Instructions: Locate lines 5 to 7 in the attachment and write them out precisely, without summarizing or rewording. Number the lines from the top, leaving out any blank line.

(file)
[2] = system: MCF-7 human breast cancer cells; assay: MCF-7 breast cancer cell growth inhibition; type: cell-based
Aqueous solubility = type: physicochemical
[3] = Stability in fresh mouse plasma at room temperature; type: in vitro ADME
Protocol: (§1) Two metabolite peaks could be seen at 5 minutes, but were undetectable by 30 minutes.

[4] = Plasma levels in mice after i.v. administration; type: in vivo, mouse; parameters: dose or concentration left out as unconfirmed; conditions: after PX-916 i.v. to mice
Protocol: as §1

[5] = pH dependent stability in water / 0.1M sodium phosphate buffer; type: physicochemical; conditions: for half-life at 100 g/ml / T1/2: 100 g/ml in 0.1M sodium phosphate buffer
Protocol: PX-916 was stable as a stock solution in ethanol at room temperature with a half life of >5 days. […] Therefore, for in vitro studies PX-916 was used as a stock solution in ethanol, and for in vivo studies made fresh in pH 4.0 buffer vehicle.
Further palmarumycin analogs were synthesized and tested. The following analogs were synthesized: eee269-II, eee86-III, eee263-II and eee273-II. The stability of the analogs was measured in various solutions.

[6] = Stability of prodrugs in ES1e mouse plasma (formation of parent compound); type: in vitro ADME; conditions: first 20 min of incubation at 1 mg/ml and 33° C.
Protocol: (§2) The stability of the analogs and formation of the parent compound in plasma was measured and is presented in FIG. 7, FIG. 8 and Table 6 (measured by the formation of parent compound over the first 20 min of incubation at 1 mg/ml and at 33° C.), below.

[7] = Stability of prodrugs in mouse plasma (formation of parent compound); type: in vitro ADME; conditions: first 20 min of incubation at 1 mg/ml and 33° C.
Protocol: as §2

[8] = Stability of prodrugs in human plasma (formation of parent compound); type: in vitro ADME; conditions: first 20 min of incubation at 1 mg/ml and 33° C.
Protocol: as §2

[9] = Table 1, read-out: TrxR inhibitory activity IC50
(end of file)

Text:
[4] = Plasma levels in mice after i.v. administration; type: in vivo, mouse; parameters: dose or concentration left out as unconfirmed; conditions: after PX-916 i.v. to mice
Protocol: as §1

[5] = pH dependent stability in water / 0.1M sodium phosphate buffer; type: physicochemical; conditions: for half-life at 100 g/ml / T1/2: 100 g/ml in 0.1M sodium phosphate buffer